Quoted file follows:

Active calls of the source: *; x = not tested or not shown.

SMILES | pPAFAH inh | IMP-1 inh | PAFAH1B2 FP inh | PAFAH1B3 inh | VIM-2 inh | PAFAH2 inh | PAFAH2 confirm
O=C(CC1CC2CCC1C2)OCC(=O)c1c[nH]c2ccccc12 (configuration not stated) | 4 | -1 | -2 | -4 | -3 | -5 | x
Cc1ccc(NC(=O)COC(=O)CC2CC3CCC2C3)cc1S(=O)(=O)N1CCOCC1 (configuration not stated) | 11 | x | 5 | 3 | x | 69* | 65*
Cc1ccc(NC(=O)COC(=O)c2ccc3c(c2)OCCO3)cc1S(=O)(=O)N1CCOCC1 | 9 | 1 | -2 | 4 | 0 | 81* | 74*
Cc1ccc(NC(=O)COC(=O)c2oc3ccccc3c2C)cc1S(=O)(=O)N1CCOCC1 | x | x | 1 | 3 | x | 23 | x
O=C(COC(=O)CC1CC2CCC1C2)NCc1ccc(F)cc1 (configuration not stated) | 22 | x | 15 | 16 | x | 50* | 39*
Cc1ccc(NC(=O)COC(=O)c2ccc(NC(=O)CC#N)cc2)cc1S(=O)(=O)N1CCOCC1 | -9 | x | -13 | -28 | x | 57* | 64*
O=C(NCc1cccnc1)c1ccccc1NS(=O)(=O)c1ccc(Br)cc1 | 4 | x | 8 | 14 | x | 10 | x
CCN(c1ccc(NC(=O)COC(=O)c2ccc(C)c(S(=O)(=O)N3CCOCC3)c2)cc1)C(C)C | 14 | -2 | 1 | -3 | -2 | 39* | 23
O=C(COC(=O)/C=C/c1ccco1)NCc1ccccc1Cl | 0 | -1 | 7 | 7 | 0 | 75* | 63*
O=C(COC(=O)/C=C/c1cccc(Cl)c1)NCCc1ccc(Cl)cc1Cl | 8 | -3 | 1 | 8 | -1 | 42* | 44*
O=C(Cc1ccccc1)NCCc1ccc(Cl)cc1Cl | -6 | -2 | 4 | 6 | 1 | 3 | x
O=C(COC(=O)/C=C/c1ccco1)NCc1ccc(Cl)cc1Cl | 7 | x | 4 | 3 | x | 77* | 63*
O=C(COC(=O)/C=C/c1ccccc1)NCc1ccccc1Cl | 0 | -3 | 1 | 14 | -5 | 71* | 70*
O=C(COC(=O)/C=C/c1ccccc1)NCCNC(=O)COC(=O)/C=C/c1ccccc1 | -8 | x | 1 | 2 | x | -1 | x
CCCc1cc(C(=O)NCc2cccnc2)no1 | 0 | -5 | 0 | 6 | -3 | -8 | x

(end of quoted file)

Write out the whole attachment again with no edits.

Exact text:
Active calls of the source: *; x = not tested or not shown.

SMILES | pPAFAH inh | IMP-1 inh | PAFAH1B2 FP inh | PAFAH1B3 inh | VIM-2 inh | PAFAH2 inh | PAFAH2 confirm
O=C(CC1CC2CCC1C2)OCC(=O)c1c[nH]c2ccccc12 (configuration not stated) | 4 | -1 | -2 | -4 | -3 | -5 | x
Cc1ccc(NC(=O)COC(=O)CC2CC3CCC2C3)cc1S(=O)(=O)N1CCOCC1 (configuration not stated) | 11 | x | 5 | 3 | x | 69* | 65*
Cc1ccc(NC(=O)COC(=O)c2ccc3c(c2)OCCO3)cc1S(=O)(=O)N1CCOCC1 | 9 | 1 | -2 | 4 | 0 | 81* | 74*
Cc1ccc(NC(=O)COC(=O)c2oc3ccccc3c2C)cc1S(=O)(=O)N1CCOCC1 | x | x | 1 | 3 | x | 23 | x
O=C(COC(=O)CC1CC2CCC1C2)NCc1ccc(F)cc1 (configuration not stated) | 22 | x | 15 | 16 | x | 50* | 39*
Cc1ccc(NC(=O)COC(=O)c2ccc(NC(=O)CC#N)cc2)cc1S(=O)(=O)N1CCOCC1 | -9 | x | -13 | -28 | x | 57* | 64*
O=C(NCc1cccnc1)c1ccccc1NS(=O)(=O)c1ccc(Br)cc1 | 4 | x | 8 | 14 | x | 10 | x
CCN(c1ccc(NC(=O)COC(=O)c2ccc(C)c(S(=O)(=O)N3CCOCC3)c2)cc1)C(C)C | 14 | -2 | 1 | -3 | -2 | 39* | 23
O=C(COC(=O)/C=C/c1ccco1)NCc1ccccc1Cl | 0 | -1 | 7 | 7 | 0 | 75* | 63*
O=C(COC(=O)/C=C/c1cccc(Cl)c1)NCCc1ccc(Cl)cc1Cl | 8 | -3 | 1 | 8 | -1 | 42* | 44*
O=C(Cc1ccccc1)NCCc1ccc(Cl)cc1Cl | -6 | -2 | 4 | 6 | 1 | 3 | x
O=C(COC(=O)/C=C/c1ccco1)NCc1ccc(Cl)cc1Cl | 7 | x | 4 | 3 | x | 77* | 63*
O=C(COC(=O)/C=C/c1ccccc1)NCc1ccccc1Cl | 0 | -3 | 1 | 14 | -5 | 71* | 70*
O=C(COC(=O)/C=C/c1ccccc1)NCCNC(=O)COC(=O)/C=C/c1ccccc1 | -8 | x | 1 | 2 | x | -1 | x
CCCc1cc(C(=O)NCc2cccnc2)no1 | 0 | -5 | 0 | 6 | -3 | -8 | x